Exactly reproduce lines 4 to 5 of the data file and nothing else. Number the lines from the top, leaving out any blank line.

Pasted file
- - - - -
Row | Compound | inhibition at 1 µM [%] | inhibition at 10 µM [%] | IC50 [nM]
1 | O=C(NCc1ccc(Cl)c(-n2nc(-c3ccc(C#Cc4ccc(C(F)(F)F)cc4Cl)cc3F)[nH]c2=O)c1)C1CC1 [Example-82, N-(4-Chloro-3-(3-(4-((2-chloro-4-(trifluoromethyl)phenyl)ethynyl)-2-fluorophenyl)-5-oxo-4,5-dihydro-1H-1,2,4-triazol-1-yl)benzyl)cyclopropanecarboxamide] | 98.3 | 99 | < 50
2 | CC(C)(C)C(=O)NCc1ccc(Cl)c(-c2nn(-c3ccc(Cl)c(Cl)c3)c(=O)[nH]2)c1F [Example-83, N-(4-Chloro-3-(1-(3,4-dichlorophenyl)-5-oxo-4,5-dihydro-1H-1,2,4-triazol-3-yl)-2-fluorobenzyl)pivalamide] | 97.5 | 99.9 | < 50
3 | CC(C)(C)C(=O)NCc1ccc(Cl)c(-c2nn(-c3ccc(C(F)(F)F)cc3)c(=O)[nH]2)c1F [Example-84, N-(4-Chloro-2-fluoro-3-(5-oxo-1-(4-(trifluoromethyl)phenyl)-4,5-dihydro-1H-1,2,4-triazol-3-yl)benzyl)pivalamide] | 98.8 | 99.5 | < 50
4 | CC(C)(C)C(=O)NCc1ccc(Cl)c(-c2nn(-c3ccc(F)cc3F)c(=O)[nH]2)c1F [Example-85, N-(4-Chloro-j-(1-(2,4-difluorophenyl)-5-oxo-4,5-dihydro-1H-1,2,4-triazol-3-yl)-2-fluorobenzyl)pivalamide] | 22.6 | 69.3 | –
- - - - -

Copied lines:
3 | CC(C)(C)C(=O)NCc1ccc(Cl)c(-c2nn(-c3ccc(C(F)(F)F)cc3)c(=O)[nH]2)c1F [Example-84, N-(4-Chloro-2-fluoro-3-(5-oxo-1-(4-(trifluoromethyl)phenyl)-4,5-dihydro-1H-1,2,4-triazol-3-yl)benzyl)pivalamide] | 98.8 | 99.5 | < 50
4 | CC(C)(C)C(=O)NCc1ccc(Cl)c(-c2nn(-c3ccc(F)cc3F)c(=O)[nH]2)c1F [Example-85, N-(4-Chloro-j-(1-(2,4-difluorophenyl)-5-oxo-4,5-dihydro-1H-1,2,4-triazol-3-yl)-2-fluorobenzyl)pivalamide] | 22.6 | 69.3 | –